Smooth. 

Those days are adding up to a nice spring for Blach, the left-hander trying to unseat Matt Cain. While Bruce Bochy didn’t shed any additional light on the current lean, team officials hinted Sunday that this is not as open-and-shut as it seems. Matt Cain, who will start Tuesday, looked like a lock to be the fifth starter a week ago, but the Giants are considering all options because they have an off day during the first week and two more shortly thereafter. 

“We’ve had discussions every day,” Bochy said. “We’ve got some tough calls.”

The Giants are expected to announce their official rotation when they return home for the Bay Bridge Series. Whether he’s starting, long-relieving, or pitching in a completely new role, Blach has certainly done all he can to make sure he’s in the big leagues on April 2. He gave up two runs over six innings Sunday, walking one and striking out one while giving up seven hits. Blach has allowed 10 runs in 20 1/3 innings this spring, but four of those came when he was ambushed coming out of the bullpen one day.

“Wherever I’ll be, I know I’ll be in a good spot,” Blach said. “I’m just looking forward to getting the season rolling.

After pitching out of the bullpen most of the spring, Blach got his pitch count up to 85 on Sunday. 

“We’ve gotten him stretched out,” Bochy said. “That’s a solid, solid job. We’ve got guys stretched out where you want them. We’ve got some flexibility. We’ll see as we get close here which way we’ll go.”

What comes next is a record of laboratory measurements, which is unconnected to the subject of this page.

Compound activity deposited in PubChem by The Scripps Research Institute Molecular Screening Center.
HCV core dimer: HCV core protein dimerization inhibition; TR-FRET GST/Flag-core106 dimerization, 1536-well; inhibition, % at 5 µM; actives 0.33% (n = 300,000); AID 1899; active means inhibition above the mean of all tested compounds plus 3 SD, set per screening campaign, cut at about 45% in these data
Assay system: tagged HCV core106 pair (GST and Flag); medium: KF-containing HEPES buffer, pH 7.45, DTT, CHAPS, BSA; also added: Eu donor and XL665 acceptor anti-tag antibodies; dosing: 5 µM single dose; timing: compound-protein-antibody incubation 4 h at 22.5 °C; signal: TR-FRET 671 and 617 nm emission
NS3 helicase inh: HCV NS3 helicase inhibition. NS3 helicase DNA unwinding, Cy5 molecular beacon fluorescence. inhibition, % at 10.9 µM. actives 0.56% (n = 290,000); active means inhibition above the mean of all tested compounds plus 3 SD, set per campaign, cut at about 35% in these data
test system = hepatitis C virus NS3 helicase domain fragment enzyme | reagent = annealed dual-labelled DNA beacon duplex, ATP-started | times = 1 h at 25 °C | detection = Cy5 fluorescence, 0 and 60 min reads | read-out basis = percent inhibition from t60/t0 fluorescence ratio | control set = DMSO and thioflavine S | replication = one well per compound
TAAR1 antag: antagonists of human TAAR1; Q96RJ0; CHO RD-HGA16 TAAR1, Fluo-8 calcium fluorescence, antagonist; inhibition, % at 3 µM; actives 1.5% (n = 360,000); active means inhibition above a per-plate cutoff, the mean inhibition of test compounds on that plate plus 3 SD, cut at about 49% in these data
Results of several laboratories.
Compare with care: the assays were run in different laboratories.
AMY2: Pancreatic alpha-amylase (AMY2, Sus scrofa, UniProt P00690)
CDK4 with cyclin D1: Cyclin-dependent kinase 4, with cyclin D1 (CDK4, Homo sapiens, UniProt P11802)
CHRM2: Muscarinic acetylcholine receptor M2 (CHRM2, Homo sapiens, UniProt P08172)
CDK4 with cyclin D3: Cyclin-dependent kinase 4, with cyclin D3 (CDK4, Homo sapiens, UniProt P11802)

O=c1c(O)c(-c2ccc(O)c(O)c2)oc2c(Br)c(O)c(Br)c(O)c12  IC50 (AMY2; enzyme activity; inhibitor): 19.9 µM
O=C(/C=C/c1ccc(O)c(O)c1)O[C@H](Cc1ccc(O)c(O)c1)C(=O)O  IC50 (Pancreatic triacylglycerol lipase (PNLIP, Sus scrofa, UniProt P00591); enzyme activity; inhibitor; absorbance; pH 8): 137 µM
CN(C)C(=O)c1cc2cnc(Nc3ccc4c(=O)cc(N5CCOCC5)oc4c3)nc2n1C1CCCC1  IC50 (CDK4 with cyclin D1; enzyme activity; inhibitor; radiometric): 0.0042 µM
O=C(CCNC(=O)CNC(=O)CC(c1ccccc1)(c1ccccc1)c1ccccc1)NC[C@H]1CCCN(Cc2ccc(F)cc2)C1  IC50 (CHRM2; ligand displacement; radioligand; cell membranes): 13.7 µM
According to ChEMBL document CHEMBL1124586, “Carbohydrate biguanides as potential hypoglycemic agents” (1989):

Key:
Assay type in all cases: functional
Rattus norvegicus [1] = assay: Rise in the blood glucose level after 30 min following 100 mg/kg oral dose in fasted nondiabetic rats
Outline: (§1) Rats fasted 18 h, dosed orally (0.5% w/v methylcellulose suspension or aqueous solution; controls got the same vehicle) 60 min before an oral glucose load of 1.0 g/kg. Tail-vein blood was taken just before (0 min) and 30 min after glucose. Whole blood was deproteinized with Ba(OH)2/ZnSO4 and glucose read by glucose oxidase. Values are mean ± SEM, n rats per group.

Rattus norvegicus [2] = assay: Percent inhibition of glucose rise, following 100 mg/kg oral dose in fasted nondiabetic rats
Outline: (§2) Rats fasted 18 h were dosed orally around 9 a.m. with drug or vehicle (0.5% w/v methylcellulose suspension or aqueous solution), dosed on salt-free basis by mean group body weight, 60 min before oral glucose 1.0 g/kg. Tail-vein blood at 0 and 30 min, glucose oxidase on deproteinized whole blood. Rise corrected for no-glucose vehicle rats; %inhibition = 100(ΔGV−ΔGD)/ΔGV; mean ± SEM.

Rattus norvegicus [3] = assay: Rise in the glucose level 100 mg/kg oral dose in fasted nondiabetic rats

POSITION BATTLES: The Giants will carry a backup for Denard Span, and for about a month it looked like Gorkys Hernandez would be that guy. But Hernandez has slumped so badly this spring that he went over the minor league facility Sunday to get a ton of extra at-bats, and Justin Ruggiano has emerged, reaching base in nine of his last 16 plate appearances. The plan a few days back was for Ruggiano to go to Sacramento and get 50 or so at-bats to see where he’s at, but this is another race that could change in the coming week. 

Cory Gearrin has done his part to hold off any charging relievers, throwing two sharp innings while going back-to-back for the first time this spring. 

FAMILIAR FACES: A rough day for a couple of longtime Giants. Ehire Adrianza and Gregor Blanco both have oblique injuries, hurting their odds of breaking with the Twins and Diamondbacks, respectively. Elsewhere, David Hernandez showed that he made a smart decision asking for his release. He was signed by the Braves. 

AROUND CAMP: Hunter Pence really does do all he can to make every single teammate feel welcome in the clubhouse. He spent some time with young right-hander Roberto Gomez on Sunday morning, learning a few Spanish phrases. When the players went out to warm up, Pence threw with Jae-Gyun Hwang. These are small gestures, but for the new guys, they matter. 

BARRY’S BACK: We all knew Barry Bonds would step into the cage at some point, and on a quiet Sunday morning, there he was. Bonds, 52, took about five or six easy hacks before crushing one out to deep right. He’s still got it. The other day, reporters asked Bonds if he could suit up in the WBC if asked. He said he can absolutely still hit, but he would need to DH and he would need a day or two off before games. Being a big league hitter is not easy, even if he always made it look that way.

 

Bonds dusts off swing, cracks home run during BP in Giants' camp

Bonds dusts off swing, cracks home run during BP in Giants' camp

SCOTTSDALE, Ariz. -- The Giants knew Barry Bonds would step back into the box at some point. It happened Sunday, with Bonds taking a few cracks at BP pitches from Gary Davenport.

Bonds warmed up with a couple of lighter swings and then blasted a homer to deep right. That was enough, as the 52-year-old walked away with a big smile on his face. 

Bonds is in camp as a special instructor, and he still picks his spots to show off his legendary swing. When he was the Marlins' hitting coach last season, he beat slugger Giancarlo Stanton in an impromptu home run derby.